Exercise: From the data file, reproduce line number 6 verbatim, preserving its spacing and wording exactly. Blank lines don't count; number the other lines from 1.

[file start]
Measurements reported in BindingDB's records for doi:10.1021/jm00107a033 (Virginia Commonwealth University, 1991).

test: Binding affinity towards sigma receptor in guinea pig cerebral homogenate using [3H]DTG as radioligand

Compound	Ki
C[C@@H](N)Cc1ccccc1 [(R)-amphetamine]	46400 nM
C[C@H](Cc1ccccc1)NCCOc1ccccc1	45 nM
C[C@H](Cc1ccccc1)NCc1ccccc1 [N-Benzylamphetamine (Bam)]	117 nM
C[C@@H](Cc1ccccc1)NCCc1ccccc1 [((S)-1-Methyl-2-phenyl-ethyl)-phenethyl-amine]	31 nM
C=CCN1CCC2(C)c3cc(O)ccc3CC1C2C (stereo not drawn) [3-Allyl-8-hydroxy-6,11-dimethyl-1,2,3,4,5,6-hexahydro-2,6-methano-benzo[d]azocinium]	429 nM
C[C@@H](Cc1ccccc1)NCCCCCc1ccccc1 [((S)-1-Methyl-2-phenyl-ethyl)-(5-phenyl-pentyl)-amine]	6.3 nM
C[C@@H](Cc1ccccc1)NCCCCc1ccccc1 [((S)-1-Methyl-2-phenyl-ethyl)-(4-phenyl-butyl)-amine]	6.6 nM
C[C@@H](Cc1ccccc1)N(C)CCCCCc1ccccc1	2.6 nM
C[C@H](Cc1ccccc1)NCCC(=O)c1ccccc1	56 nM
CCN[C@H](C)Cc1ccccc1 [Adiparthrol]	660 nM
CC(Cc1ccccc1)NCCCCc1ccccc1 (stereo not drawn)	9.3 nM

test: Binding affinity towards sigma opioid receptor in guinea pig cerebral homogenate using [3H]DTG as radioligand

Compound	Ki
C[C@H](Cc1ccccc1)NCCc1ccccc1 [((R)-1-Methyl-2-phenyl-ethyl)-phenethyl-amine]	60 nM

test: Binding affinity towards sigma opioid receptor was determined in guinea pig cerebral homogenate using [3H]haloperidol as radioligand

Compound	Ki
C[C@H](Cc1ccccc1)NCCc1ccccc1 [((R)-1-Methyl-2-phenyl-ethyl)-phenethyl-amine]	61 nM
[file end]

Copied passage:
C[C@H](Cc1ccccc1)NCc1ccccc1 [N-Benzylamphetamine (Bam)]	117 nM